I was lucky to leave high school in only 3 years and go to college. There I met other queer kids, and with them in 1975 I founded the 2nd or 3rd gay youth group in the US. We lost one friend to suicide, but we had each other, so we didn’t lose more. Older LGBT people were often scared of us: we were “jailbait,” & even those who had no sexual interest in any of us were afraid they’d get targeted by association. It was important for us to have age-mates. There aren’t enough LGBT youth groups even today, 35 years later. I hope some of you can go out and start some more.

No one ever told me that an interest in sex, sexual orientation, & sexual issues could translate into work: not just activism, but a career. But it can. It gets better when you get information, and support, and you can feel like you’re making a difference. Even when one part of your life feels out of control or powerless, you can do something positive with some of your time & energy. You can learn: read up on issues, figure out where you can go when you’re old enough to move. If someone’s hurting you, you can tell people whose job it is to help. If you have questions about sex & safety, you can check out Scarleteen.com. Along the way, doing those things, moving yourself toward the future, some of you will put yourselves through basic training as activists. Some will be the next generation of sex therapists and social workers who can help other kids later. Some of you will go to law school. Some of you will write your stories. A lot of you, though you might not believe this right now, will be able to leave where you are, and join a bigger world that has created significant enclaves of safety and support.

I live in one of those now, San Francisco, so this is easy for me to say. I work at Good Vibrations and help develop sex ed programming. I have a PhD in sexology. I have a dozen books about sex under my name (and writings in a lot more). I’ve been Grand Marshal of the LGBT Pride Parade. I founded a nonprofit called the Center for Sex & Culture. I have a bisexual domestic partner, & I’ve lectured about sex at Yale & a lot of other places. But I came from a TINY conservative town in the mountains. I went to a state school because it’s what my parents could afford. Nothing about the way I grew up could have allowed me to predict this future.

You may not be able to see the future either. People around you may not support your dreams or even who you are (or they may not understand who you are or know how to show their support to you). But listen, the future holds more possibility than you can ever imagine. If you don’t get there, you’ll never know what might have been possible–& we’ll never get to know what kind of difference you might have made. If you’re reading this, you’re part of a historic movement: social change, civil rights, freedom. That’s true even if you’re not LGBT (or you may have no idea yet who and what you are). I want you to stick around so I can work with you, read your story, tell you more of mine, be inspired by what you accomplish. People around you may not be able to get you this message. Nobody else will do all of this for you. But listen: It gets better. Stay alive.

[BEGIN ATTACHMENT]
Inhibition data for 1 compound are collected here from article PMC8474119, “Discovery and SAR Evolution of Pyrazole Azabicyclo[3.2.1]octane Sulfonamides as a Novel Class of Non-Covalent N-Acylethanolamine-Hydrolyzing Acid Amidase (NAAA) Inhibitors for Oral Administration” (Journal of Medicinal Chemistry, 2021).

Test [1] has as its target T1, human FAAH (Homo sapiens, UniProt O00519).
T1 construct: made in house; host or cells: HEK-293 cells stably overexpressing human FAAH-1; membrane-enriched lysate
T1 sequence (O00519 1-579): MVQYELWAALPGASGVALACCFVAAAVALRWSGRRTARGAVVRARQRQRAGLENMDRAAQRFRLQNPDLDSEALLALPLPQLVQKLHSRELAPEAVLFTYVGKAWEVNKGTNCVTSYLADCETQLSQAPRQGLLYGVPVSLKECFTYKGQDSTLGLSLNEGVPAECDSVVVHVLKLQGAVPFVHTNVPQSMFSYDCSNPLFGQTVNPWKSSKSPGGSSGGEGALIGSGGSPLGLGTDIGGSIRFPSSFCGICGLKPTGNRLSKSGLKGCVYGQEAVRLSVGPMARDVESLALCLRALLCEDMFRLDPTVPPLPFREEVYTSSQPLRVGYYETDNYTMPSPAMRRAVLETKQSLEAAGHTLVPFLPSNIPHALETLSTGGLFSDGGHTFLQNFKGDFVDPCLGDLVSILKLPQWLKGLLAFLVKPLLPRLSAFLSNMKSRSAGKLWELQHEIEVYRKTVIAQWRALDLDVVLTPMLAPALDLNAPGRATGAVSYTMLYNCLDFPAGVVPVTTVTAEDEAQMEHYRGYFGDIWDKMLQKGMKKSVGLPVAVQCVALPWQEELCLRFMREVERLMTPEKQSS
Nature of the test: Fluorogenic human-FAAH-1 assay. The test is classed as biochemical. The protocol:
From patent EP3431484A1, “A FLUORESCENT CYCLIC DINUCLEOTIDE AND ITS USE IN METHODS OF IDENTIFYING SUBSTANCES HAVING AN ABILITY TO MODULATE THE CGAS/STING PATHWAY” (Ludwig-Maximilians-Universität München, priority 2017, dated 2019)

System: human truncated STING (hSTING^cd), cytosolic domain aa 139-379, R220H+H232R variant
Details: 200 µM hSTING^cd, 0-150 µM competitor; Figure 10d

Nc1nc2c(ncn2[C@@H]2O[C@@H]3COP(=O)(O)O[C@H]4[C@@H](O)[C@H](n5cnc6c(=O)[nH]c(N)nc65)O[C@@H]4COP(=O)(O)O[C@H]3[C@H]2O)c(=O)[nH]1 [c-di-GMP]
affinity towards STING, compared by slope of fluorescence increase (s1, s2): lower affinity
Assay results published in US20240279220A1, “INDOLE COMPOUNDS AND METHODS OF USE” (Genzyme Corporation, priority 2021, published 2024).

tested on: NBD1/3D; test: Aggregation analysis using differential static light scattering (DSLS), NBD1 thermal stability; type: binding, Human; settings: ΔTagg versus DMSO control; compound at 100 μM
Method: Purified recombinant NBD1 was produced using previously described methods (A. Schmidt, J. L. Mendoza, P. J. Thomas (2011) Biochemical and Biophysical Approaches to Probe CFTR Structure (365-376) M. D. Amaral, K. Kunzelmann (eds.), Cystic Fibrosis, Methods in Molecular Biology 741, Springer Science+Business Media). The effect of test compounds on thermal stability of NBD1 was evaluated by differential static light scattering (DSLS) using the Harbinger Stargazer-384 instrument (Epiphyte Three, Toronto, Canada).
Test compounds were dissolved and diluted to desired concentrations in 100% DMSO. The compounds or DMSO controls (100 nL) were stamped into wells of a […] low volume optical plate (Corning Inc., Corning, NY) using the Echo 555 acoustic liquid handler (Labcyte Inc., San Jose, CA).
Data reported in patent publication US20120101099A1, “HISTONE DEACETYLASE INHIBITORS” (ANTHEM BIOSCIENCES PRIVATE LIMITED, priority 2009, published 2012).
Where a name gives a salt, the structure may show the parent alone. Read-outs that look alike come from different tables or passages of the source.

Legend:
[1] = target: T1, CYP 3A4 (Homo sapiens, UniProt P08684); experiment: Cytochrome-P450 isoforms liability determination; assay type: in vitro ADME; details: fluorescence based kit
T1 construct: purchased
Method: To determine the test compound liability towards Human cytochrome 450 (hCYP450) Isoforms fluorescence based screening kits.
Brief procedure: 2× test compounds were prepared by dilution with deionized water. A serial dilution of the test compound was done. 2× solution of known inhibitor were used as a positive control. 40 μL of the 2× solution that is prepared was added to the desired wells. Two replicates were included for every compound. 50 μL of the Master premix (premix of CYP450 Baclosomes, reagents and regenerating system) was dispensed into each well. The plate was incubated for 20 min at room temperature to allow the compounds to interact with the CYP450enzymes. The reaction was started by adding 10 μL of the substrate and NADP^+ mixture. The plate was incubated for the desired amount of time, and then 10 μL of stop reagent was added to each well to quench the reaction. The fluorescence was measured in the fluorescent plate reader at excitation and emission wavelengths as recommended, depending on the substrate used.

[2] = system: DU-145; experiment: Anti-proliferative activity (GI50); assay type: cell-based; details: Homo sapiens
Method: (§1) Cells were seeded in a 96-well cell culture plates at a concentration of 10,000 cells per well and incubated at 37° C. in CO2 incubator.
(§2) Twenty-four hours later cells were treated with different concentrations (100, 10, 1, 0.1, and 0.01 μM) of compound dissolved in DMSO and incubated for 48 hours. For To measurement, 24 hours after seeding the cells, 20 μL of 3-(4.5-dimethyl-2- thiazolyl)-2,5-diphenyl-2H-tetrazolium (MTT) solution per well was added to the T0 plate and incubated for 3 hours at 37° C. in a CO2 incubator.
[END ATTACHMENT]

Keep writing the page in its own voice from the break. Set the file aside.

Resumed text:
In case you didn’t notice, there’s pretty much nothing about actual sex in there. (Sexual orientation is not really so much about sex as the gender/s of the person/s one might want to have sex [and love, and a life] with.) I figure I’m talking to some people under 18, after all — but I can guarantee you, when those readers turn 18, I’ll be talking to them for the rest of my days.

Sign the pledge page on the It Gets Better Project site today and keep this conversation alive.

*Dan’s been in our Masturbation Hall of Fame for years!

More GV Magazine articles on the current rash of bullying-related suicides:

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Dr. Carol Queen

Carol Queen has a PhD in sexology; she calls herself a "cultural sexologist" because her earlier academic degree is in sociology: while she addresses individual issues and couple's sexual concerns, her overarching interest is in cultural issues (gender, shame, access to education, etc.). Queen has worked at Good Vibrations, the woman-founded sexuality company based in San Francisco that turned 35 years old in 2012, since 1990. Her current position is Staff Sexologist and Good Vibrations Historian; her roles include representing the company to the press and the public; overseeing educational programming for staff and others; and scripting/hosting a line of sex education videos, the Pleasure-Ed series, for GV’s sister company Good Releasing. She also curates the company's Antique Vibrator Museum. She is also the founding director of the Center for Sex & Culture, a non-profit sex ed and arts center San Francisco, and is a frequent lecturer at colleges, universities, and community-based organizations. Her dozen books include a Lambda Literary Award winner, PoMoSexuals, and Real Live Nude Girl: Chronicles of Sex-Positive Culture, which are used as texts in some college classes. She blogs at the Good Vibes Magazine and at SFGate's City Brights bloggers page and contributes to the Boston Dig. For more about her at carolqueen.com.